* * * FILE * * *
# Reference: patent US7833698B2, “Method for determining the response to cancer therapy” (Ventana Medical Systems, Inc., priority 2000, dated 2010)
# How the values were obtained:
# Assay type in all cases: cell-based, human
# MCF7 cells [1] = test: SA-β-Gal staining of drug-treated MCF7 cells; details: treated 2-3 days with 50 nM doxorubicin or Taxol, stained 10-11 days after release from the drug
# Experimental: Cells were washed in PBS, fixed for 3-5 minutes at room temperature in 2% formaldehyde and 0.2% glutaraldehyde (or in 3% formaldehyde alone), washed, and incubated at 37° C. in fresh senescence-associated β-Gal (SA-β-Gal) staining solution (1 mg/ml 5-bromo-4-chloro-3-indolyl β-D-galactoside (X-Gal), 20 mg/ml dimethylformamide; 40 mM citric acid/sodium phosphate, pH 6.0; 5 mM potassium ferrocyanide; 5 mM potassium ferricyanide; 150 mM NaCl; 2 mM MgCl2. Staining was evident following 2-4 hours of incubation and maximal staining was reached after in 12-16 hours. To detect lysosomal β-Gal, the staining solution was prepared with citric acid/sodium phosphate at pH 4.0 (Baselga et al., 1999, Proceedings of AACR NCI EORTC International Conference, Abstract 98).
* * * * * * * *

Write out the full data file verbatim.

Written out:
# Reference: patent US7833698B2, “Method for determining the response to cancer therapy” (Ventana Medical Systems, Inc., priority 2000, dated 2010)
# How the values were obtained:
# Assay type in all cases: cell-based, human
# MCF7 cells [1] = test: SA-β-Gal staining of drug-treated MCF7 cells; details: treated 2-3 days with 50 nM doxorubicin or Taxol, stained 10-11 days after release from the drug
# Experimental: Cells were washed in PBS, fixed for 3-5 minutes at room temperature in 2% formaldehyde and 0.2% glutaraldehyde (or in 3% formaldehyde alone), washed, and incubated at 37° C. in fresh senescence-associated β-Gal (SA-β-Gal) staining solution (1 mg/ml 5-bromo-4-chloro-3-indolyl β-D-galactoside (X-Gal), 20 mg/ml dimethylformamide; 40 mM citric acid/sodium phosphate, pH 6.0; 5 mM potassium ferrocyanide; 5 mM potassium ferricyanide; 150 mM NaCl; 2 mM MgCl2. Staining was evident following 2-4 hours of incubation and maximal staining was reached after in 12-16 hours. To detect lysosomal β-Gal, the staining solution was prepared with citric acid/sodium phosphate at pH 4.0 (Baselga et al., 1999, Proceedings of AACR NCI EORTC International Conference, Abstract 98).